This weekend, Duncan, two of my girls (Sarah-14 and Anne Mary-12) and I previewed the film: Little Red Wagon.
The film is the telling of the story based on the life of Zach Bonner, a boy inspired by real life events to get out and make a difference. While viewing the evening news and seeing the devastation nearby families were facing due to a storm, Zach gets inspired to collect the leftover storm supplies from his neighbors to send to the victims of the storm who had lost everything. Through this experience, he learns of the more permanent problem of homelessness and determines to devote his time to making a difference in the lives of children who are without a home. Throughout the course of the film, we see how he goes from simply collecting things from his neighbors to learning how to rally additional support for his worthy cause by utilizing publicity and perseverance. He, along with his mother, learn how to work their way through the bureaucratic red tape that threatened to derail his cause. With his matter-of-fact and calm demeaner, he inspires a few key individuals to support his cause and help him overcome the financial and legal hurdles he faces along the way.
As a complimentary, but separate story line, you learn that one of Zach’s neighborhood friend had to face the loss of his family home and shows how he and his mother struggle- first with paying their rent, then a job loss, then ultimately leading to homelessness. Their life of homelessness spiraled from simply seeking to health, to finally turning to petty theft to survive. This film certainly did not make stealing look acceptable, but it gave us an opportunity to talk with our daughters about her choice and to discuss her options. We also discussed why some people make poor choices during stressful times that others- not affected by the tragedy- can clearly see. These choices often lead to less and less good options. This story line was a good compliment to the movie, but was tied together beautifully at the end, but not in a contrived way- we found ourselves rooting for this family and being thrilled with any small victory they had. This was certainly inspiring to us to want to do our own small part to help others in a hopeless situation.
This film had many positive elements and certainly left us inspired to try to “do our part” in a great cause. However, it certainly earned it’s “PG” rating. I would not let my younger children (ages 7 and 2) see this film. Zach’s sister is an antagonist in this film and is foul-mouthed and sulky throughout most of it, which was very disturbing for my own teen girls. She has a nasty mouth and spends most of her screen time yelling at her mother or discussing her dating life. At age 17 she seems bent on running away and leaving her current situation, elements that would be confusing to a younger viewer. Indeed, at more than one point in the film, she actually packs bags to leave. Frankly, we were ready for her to go near the end of the film. They do try to redeem this part of the story at the end, but by then we were so disgusted with her obvious selfishness and attention seeking behavior, that we were left wondering why this part of the story line was included. Perhaps it was to show that this family was not a fairly-tale family without their own problems, but this could have been accomplished in a less painful way. As for family-friendly, I would agree- as long as your children are older and you are with them to discuss and filter this young lady’s behavior. Her character certainly made me thankful for my own daughters and the relationship we have with them.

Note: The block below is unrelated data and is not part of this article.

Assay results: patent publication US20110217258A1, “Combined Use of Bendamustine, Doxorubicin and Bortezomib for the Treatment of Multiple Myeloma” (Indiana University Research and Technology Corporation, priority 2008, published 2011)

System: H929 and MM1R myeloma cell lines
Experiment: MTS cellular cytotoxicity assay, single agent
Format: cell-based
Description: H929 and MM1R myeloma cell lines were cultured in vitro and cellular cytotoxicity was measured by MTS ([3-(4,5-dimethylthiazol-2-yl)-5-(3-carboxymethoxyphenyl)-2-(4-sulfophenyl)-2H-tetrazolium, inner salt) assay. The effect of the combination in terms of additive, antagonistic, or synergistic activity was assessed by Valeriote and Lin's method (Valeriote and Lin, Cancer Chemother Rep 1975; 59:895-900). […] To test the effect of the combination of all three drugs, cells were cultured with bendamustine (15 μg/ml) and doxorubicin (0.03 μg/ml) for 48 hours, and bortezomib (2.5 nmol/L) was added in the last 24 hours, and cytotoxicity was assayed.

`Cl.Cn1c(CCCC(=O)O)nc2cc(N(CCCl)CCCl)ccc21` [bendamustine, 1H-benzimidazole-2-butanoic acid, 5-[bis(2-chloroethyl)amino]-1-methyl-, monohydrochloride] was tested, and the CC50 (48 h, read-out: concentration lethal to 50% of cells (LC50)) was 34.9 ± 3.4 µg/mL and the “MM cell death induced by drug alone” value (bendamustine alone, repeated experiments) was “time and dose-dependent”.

Here is the synopsis from Grace Hill Media:
Summary: From the director of “Rudy” and “Hoosiers,” LITTLE RED WAGON is based on the inspirational true story of an eight year old boy’s quest to help homeless children after the devastating Hurricane Charley ripped through his hometown.
Surviving the hurricane unscathed, Zach Bonner’s life was changed forever after watching news reports of the tens of thousands of families left homeless. Wanting to help in any way he could, Zach set out with his trusty, beat-up old red wagon to gather supplies from his neighbors to donate to the Relief Fund.
Against all odds, Zach’s mission to help homeless children was an overwhelming success. As the youngest person to ever create a Foundation, Zach blazing spirit of philanthropy has transformed homelessness not only in his town but in entire communities across America. His “Zach Paks” – a backpack filled with necessities and a toy — are distributed to needy kids across the nation.
To gain support for his cause, Zach walked from his home to the State Capitol…to Washington DC…and ultimately he walked across America to help the nation’s homeless children. Overcoming bureaucrats and blisters, Zach Bonner captured the hearts not only of his family but an entire nation
Talent: Chandler Canterbury, Anna Gunn, Frances O’Connor, Daveigh Chase
Release Date: 11-02-2012
Running Time: 104 minutes
Now for the fun part:
I get to give away a DVD and movie poster of Little Red Wagon! To qualify, leave a comment below and I will draw a winner from among those who comment. For additional chances to win, add a link to this review on facebook, twitter, or your blog and leave me an additional comment to let me know you did it. Contest ends on January 20th.